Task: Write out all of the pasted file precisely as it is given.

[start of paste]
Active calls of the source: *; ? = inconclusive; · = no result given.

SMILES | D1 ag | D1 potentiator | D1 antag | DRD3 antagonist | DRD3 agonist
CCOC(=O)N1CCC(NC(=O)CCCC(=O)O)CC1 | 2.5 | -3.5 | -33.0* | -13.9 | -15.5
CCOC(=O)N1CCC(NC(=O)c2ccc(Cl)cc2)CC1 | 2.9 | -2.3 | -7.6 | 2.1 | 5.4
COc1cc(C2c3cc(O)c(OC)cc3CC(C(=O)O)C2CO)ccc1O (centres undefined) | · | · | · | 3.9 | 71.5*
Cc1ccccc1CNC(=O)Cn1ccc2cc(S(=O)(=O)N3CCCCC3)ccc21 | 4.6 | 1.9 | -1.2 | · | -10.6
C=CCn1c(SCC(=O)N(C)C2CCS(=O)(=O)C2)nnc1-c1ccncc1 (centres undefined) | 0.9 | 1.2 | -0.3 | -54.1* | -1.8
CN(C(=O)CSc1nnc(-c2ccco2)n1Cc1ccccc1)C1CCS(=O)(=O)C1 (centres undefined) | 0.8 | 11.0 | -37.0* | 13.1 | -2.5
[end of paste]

Active calls of the source: *; ? = inconclusive; · = no result given.

SMILES | D1 ag | D1 potentiator | D1 antag | DRD3 antagonist | DRD3 agonist
CCOC(=O)N1CCC(NC(=O)CCCC(=O)O)CC1 | 2.5 | -3.5 | -33.0* | -13.9 | -15.5
CCOC(=O)N1CCC(NC(=O)c2ccc(Cl)cc2)CC1 | 2.9 | -2.3 | -7.6 | 2.1 | 5.4
COc1cc(C2c3cc(O)c(OC)cc3CC(C(=O)O)C2CO)ccc1O (centres undefined) | · | · | · | 3.9 | 71.5*
Cc1ccccc1CNC(=O)Cn1ccc2cc(S(=O)(=O)N3CCCCC3)ccc21 | 4.6 | 1.9 | -1.2 | · | -10.6
C=CCn1c(SCC(=O)N(C)C2CCS(=O)(=O)C2)nnc1-c1ccncc1 (centres undefined) | 0.9 | 1.2 | -0.3 | -54.1* | -1.8
CN(C(=O)CSc1nnc(-c2ccco2)n1Cc1ccccc1)C1CCS(=O)(=O)C1 (centres undefined) | 0.8 | 11.0 | -37.0* | 13.1 | -2.5